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Given $K$ balls and $M$ buckets and the limits $L1$ and $L2$ where $0<L1<L2<M$. We distribute all balls in the buckets randomly so a bucket can end up with $0$ to $K$ balls.

How do I calculate the number of combinations that have a number of empty buckets $E$ where $L1<E<L2$?

As I understand it without the restrictions the number of combinations are $$ (K+M-1)!/(K!(M-1)!) $$ but I do not know where to go from here.

If it makes it easier we can add the restriction $K<=M$ or even $K=M$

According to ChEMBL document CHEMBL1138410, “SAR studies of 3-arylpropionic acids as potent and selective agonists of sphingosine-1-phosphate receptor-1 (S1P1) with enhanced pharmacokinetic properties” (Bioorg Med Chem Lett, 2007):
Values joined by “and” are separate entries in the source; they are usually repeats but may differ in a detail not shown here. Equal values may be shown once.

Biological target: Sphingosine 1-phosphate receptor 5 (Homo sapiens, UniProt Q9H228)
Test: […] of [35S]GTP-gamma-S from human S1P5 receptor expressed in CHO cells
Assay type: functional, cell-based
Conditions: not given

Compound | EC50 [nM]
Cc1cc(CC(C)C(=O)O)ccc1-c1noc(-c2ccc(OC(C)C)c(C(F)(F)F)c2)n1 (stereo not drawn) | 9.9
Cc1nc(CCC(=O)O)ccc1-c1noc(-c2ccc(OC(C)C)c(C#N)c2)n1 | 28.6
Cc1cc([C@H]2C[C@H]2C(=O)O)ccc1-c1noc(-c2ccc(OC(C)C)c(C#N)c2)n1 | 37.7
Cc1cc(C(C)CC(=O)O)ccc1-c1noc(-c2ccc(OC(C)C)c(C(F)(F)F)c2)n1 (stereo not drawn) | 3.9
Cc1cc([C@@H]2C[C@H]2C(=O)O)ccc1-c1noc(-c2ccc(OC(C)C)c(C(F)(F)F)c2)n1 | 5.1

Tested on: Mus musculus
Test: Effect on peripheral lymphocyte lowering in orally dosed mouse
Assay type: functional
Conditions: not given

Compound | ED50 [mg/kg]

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    $\begingroup$ There appears to be a clash between "$K$ balls" and "...with $0$ to $M$ balls". $\endgroup$ – Rebecca J. Stones Dec 28 '17 at 4:29
  • $\begingroup$ Thanks, my bad, I fixed it $\endgroup$ – JJ Doe Dec 28 '17 at 13:37
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It looks like the bins are distinguishable. In this case, if we know which $E$ buckets are empty, we can use stars and bars (the positive integer version). So we sum over the possible $E$-subsets: $$ \sum_{\substack{\mathcal{E} \subseteq \{1,\ldots,M\} \\ L1 < |\mathcal{E}| < L2}} \binom{K-1}{M-|\mathcal{E}|-1} = \sum_{E=L1+1}^{L2-1} \binom{M}{E} \binom{K-1}{M-E-1}. $$

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  • $\begingroup$ It works, thanks! $\endgroup$ – JJ Doe Dec 28 '17 at 16:37

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